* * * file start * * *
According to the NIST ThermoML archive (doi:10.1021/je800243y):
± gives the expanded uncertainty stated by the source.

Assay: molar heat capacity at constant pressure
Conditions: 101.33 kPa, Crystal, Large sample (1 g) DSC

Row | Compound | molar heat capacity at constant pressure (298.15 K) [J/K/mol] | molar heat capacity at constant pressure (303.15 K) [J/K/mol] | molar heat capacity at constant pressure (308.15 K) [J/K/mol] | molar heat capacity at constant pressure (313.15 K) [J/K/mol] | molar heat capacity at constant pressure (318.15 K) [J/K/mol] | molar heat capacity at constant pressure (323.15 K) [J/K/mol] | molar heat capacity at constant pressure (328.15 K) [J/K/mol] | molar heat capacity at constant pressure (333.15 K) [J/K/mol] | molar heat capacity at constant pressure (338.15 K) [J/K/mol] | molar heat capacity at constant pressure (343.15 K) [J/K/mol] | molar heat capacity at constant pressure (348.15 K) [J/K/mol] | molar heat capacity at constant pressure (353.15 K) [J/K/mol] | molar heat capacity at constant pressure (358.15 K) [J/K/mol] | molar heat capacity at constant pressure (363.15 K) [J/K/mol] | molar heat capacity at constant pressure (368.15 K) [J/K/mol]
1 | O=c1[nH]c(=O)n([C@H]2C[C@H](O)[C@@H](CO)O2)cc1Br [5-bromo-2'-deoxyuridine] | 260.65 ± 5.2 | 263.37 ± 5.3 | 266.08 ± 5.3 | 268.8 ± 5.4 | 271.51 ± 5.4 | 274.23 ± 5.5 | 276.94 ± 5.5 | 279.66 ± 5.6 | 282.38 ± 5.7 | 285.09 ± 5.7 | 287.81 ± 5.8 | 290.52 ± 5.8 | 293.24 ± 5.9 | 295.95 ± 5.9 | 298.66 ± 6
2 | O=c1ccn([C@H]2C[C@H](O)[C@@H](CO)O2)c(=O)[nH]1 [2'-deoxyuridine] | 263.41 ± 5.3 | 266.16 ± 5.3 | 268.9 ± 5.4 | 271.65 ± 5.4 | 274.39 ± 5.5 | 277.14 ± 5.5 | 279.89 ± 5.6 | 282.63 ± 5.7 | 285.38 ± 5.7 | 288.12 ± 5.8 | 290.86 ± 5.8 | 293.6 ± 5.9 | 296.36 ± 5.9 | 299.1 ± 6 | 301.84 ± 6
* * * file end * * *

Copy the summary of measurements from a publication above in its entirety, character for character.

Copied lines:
According to the NIST ThermoML archive (doi:10.1021/je800243y):
± gives the expanded uncertainty stated by the source.

Assay: molar heat capacity at constant pressure
Conditions: 101.33 kPa, Crystal, Large sample (1 g) DSC

Row | Compound | molar heat capacity at constant pressure (298.15 K) [J/K/mol] | molar heat capacity at constant pressure (303.15 K) [J/K/mol] | molar heat capacity at constant pressure (308.15 K) [J/K/mol] | molar heat capacity at constant pressure (313.15 K) [J/K/mol] | molar heat capacity at constant pressure (318.15 K) [J/K/mol] | molar heat capacity at constant pressure (323.15 K) [J/K/mol] | molar heat capacity at constant pressure (328.15 K) [J/K/mol] | molar heat capacity at constant pressure (333.15 K) [J/K/mol] | molar heat capacity at constant pressure (338.15 K) [J/K/mol] | molar heat capacity at constant pressure (343.15 K) [J/K/mol] | molar heat capacity at constant pressure (348.15 K) [J/K/mol] | molar heat capacity at constant pressure (353.15 K) [J/K/mol] | molar heat capacity at constant pressure (358.15 K) [J/K/mol] | molar heat capacity at constant pressure (363.15 K) [J/K/mol] | molar heat capacity at constant pressure (368.15 K) [J/K/mol]
1 | O=c1[nH]c(=O)n([C@H]2C[C@H](O)[C@@H](CO)O2)cc1Br [5-bromo-2'-deoxyuridine] | 260.65 ± 5.2 | 263.37 ± 5.3 | 266.08 ± 5.3 | 268.8 ± 5.4 | 271.51 ± 5.4 | 274.23 ± 5.5 | 276.94 ± 5.5 | 279.66 ± 5.6 | 282.38 ± 5.7 | 285.09 ± 5.7 | 287.81 ± 5.8 | 290.52 ± 5.8 | 293.24 ± 5.9 | 295.95 ± 5.9 | 298.66 ± 6
2 | O=c1ccn([C@H]2C[C@H](O)[C@@H](CO)O2)c(=O)[nH]1 [2'-deoxyuridine] | 263.41 ± 5.3 | 266.16 ± 5.3 | 268.9 ± 5.4 | 271.65 ± 5.4 | 274.39 ± 5.5 | 277.14 ± 5.5 | 279.89 ± 5.6 | 282.63 ± 5.7 | 285.38 ± 5.7 | 288.12 ± 5.8 | 290.86 ± 5.8 | 293.6 ± 5.9 | 296.36 ± 5.9 | 299.1 ± 6 | 301.84 ± 6